Archive for July, 2005

Neutron Activation Analysis

July 27th, 2005 by dstmartin

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The TV show CSI and its spinoffs have turned forensic scientists into pop heroes. We’ll look at how engineers turned science into a tool forensic scientists use to catch the bad guys – today on Engineering Works!

CSI fans know that forensic scientists can find out a lot from tiny bits of stuff at crime scenes – who that hair belonged to; what kind of paint is on that car bumper; where that bit of dirt came from – the little things that trip up the bad guys.

When Gil Grissom confronts the murderer with the bit of hair that belongs to her, he knows what he’s talking about because of a nifty analytical tool called neutron activation analysis.

Neutron activation analysis uses neutrons from a nuclear reactor to show researchers exactly what stuff is made of. Hair, for instance – the stuff of TV and real-life murder mysteries.

Hair is mostly protein, but it also has tiny amounts of trace elements, as many as 14 of them. The elements in your hair will be different from those in our hair. When neutrons hit these elements, the combination in your hair gives off a pattern of radiation that’ll be different from mine. So Grissom knows it was you and not me that done it.

Neutron activation analysis is used in a lot of other things, from archaeology to semiconductor manufacturing, to identify traces of different substances.

We’ve identified that our time is up for now. See you next time.


Decision Science

July 20th, 2005 by dstmartin

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That’s the sound of a good decision in action. We’re going out to the ball game, today on Engineering Works!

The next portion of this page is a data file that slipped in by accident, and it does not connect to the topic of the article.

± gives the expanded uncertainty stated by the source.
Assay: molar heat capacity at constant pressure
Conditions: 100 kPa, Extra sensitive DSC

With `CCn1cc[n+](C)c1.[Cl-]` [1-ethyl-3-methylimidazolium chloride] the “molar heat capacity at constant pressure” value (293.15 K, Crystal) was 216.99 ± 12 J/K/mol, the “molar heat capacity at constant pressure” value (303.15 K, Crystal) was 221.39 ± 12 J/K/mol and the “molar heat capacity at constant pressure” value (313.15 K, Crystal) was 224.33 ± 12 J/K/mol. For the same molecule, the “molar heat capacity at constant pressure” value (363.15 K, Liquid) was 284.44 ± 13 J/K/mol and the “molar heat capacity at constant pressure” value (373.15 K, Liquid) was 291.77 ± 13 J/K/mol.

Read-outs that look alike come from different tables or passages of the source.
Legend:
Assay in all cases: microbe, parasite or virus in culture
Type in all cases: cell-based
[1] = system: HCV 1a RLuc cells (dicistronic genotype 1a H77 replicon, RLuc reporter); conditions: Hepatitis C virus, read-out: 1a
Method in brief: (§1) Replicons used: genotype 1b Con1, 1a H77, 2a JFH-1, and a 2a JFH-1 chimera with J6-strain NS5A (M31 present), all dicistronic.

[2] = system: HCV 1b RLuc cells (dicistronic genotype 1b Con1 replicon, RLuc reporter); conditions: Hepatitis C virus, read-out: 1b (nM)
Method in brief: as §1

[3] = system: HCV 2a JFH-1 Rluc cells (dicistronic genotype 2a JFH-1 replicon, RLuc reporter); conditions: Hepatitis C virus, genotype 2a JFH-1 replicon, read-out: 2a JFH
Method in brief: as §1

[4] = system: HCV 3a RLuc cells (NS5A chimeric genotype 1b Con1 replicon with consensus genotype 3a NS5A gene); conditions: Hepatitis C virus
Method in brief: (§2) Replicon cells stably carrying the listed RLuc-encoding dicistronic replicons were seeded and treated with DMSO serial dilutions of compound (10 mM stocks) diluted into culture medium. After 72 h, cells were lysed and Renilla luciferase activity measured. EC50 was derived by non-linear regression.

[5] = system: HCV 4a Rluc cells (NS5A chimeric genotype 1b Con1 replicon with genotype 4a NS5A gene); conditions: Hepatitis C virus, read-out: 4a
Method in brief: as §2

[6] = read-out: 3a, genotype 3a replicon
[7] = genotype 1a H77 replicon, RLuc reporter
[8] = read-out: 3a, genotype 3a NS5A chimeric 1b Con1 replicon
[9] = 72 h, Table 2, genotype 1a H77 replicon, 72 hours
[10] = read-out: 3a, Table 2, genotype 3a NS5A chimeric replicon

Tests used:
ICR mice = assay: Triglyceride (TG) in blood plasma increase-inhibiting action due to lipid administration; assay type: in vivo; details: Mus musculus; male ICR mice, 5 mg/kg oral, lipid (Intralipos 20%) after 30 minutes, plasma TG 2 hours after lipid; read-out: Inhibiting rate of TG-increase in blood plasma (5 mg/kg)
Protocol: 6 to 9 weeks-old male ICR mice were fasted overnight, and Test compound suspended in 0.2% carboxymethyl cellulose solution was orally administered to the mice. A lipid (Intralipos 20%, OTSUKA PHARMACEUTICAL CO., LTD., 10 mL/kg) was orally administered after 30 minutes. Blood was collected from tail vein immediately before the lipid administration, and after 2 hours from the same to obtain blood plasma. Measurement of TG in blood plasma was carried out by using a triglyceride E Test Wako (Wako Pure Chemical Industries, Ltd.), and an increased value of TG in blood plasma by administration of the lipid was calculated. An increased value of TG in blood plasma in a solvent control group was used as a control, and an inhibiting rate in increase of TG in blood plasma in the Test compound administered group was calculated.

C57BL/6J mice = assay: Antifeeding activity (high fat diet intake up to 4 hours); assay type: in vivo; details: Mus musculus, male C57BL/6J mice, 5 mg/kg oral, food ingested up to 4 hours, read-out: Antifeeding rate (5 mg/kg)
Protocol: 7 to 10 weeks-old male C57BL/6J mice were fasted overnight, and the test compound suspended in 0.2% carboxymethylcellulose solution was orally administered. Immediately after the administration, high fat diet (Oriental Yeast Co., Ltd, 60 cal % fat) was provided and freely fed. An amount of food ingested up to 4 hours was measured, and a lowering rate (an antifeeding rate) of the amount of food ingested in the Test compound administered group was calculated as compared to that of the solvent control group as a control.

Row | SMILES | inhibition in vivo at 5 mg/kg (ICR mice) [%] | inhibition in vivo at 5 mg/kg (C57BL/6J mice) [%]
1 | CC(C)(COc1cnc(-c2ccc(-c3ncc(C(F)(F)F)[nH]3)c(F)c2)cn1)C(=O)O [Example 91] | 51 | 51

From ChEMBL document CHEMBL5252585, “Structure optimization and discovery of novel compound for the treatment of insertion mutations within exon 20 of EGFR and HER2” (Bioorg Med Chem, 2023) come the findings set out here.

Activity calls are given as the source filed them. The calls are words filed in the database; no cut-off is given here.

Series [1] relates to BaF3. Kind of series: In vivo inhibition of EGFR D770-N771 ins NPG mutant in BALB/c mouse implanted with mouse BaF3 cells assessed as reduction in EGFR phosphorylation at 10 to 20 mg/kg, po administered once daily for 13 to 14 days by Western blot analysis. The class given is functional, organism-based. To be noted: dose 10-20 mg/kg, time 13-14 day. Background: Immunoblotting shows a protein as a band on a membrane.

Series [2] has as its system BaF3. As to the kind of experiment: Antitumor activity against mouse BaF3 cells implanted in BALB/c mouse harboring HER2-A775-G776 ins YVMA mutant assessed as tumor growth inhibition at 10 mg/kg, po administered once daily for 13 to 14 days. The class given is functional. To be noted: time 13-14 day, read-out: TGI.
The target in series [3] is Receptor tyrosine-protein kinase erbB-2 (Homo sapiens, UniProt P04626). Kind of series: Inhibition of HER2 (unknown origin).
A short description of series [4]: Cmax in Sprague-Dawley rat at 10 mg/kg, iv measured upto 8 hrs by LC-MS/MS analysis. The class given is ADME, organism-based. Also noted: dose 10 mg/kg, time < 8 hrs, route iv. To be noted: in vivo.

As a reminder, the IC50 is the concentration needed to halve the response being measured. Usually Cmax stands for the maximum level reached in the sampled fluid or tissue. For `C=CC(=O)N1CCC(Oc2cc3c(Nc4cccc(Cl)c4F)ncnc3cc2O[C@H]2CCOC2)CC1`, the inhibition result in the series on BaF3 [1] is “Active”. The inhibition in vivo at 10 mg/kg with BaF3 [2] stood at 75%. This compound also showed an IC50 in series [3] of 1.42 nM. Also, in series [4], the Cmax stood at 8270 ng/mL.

We all make decisions all the time. Some, like whether to take a pitch when you’re up 3-0, are harder than others. Engineers get paid to make hard decisions, and they’ve come up with some sophisticated mathematics to help work them out.

It’s called decision science and engineers use it all the time to understand complex decisions – like whether to take that 3-0 pitch. Decision science uses the odds that something will happen, its probability, to help decide what to do in complicated situations. Taking that pitch, for instance.

It’s one of the classic arguments in baseball. Decision science says you take the pitch. Why? Because decades of baseball math show that if the count is 3-0, your chances of getting on base are almost 8 in 10. Even if the pitch is a strike, your chances are still better than 6 in 10. But if you swing – even if you put the ball in play – your chances of getting on base drop to less than 4 in 10.

Engineers apply the same thinking to more serious problems: whether to drill that new oil well; where to locate that new plant; how strong to make that new bridge.

Well, our decision is made, scientifically or not. We’re done for this time and we’re off to the ball game. See you later.



July 13th, 2005 by dstmartin